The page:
There is an amazing political discourse running across Scotland that brings in so many people who, like me, have no interest in being part of politics and who have nothing personal to gain from the outcome on September 18th. But for the first time in a very long time we all go to the polls knowing each one of our votes really counts.
By the time Rio comes around our squad will be peaking and close to its very best. In my 23 years of being on the UK swimming team, I have never seen such strength and depth in the squad, so these are very exciting times. This all demonstrates that for the last couple of years, British Swimming has been doing its ground work and is clearly getting something right.
In truth I was grateful for all the things that eventually made Britain my home. But I was also angry. Angry for all the hoops I had to jump through to get the same rights as others who were born here, as if begging entry to some exclusive club I wasn't allowed to join even though it was located at my house.
I, for one, cannot wait for this debate to be over in September. Once, we finally get over this issue, we can finally focus on the real issues - housing, social security, schooling, the NHS, pensions etc. Only when the referendum has concluded we will turn back to these issues and deal with them as a united nation.
Dear American Citizen, I write from the other side of the Atlantic. Our homelands are separated by a vast, malevolent body of water. Thousands of miles stand between us, yet still we share so many things, music, theatre, fashion, culture, history, high street stores and banking ties, and much more. Our military train together, and politicians lean on each other. We really aren't that different.
On 18 September the inhabitants of Scotland go to the polls to decide whether to end their 300 year union with the United Kingdom and instead become an independent state. Whatever the result of this historic vote, a lack of strategic thinking means the vote looks set to raise more questions than it will settle.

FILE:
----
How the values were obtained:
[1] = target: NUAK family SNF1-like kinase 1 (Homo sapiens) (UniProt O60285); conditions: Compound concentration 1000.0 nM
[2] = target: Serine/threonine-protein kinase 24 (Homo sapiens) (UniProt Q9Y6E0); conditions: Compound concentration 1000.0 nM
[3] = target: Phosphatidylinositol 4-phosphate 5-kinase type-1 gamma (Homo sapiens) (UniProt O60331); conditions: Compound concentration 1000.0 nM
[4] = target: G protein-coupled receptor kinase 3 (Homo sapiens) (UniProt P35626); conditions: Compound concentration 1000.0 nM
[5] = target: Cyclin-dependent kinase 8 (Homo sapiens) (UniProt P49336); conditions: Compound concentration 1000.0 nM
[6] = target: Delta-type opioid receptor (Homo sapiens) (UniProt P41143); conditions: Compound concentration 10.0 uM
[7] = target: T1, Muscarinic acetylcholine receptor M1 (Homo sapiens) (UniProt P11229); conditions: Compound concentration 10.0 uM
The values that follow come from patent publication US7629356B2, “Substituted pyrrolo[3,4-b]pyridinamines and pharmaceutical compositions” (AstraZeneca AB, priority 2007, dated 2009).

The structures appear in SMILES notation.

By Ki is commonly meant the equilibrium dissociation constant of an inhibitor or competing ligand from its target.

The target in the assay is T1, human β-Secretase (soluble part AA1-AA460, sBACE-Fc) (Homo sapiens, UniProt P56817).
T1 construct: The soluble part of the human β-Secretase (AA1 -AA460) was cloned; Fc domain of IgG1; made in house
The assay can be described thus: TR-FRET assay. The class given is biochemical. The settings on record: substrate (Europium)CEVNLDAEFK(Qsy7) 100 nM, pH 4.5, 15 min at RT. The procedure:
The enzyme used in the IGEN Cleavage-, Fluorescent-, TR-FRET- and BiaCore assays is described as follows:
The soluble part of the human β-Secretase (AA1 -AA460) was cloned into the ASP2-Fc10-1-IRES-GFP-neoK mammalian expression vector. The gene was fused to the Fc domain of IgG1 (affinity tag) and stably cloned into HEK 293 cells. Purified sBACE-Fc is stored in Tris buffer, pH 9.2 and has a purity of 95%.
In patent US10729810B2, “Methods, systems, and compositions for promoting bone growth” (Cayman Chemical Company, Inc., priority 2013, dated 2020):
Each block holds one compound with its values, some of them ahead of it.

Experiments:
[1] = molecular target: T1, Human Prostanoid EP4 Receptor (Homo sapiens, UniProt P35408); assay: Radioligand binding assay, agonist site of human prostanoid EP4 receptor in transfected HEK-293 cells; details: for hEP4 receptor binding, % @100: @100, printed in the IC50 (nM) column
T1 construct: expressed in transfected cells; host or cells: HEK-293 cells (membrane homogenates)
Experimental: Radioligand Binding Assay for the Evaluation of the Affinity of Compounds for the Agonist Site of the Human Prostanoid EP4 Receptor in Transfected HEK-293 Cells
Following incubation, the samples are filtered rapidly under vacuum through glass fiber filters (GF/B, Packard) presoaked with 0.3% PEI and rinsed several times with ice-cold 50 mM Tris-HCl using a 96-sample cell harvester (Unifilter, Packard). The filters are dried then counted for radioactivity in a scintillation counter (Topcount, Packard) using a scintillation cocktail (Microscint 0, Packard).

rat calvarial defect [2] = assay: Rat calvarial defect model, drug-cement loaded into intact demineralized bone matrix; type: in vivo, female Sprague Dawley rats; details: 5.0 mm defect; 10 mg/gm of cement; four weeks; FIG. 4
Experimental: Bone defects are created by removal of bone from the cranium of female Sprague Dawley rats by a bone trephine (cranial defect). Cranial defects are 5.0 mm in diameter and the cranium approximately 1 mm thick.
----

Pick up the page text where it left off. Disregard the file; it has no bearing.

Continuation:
London is a city facing big challenges. Population growth is putting huge strain on our housing, transport and infrastructure. The increasingly globalised economy means that our businesses are no longer compete just with those in Birmingham or Manchester, but with firms in Shanghai, New York and Berlin. And most worryingly, rather that sharing in our city's successes, rising numbers of Londoners are being left behind, as inequality widens and poverty grows.
We are in great need of the other story of Britain. The one where millions of us get on with our lives and get on with each other. That everyday local experience provides the building blocks of our national experience. It should no longer remain invisible. The story of new neighbors who have become true friends has never been told, now is the time to start telling it.
There is absolutely nothing like someone criticising the British to bring the British together. Remember just before the Olympics last year, when we were all still convinced it was going to be a total flop, and then US presidential candidate Mitt Romney came over, essentially said the same thing, and, well, we all went a little nuts? Fast forward a year and a bit, and with Cameron licking his wounds over his Syria Commons defeat, one of Vladimir Putin's senior aides steps in with a nicely timed insult, and we're lining up behind the PM to defend our glorious nation.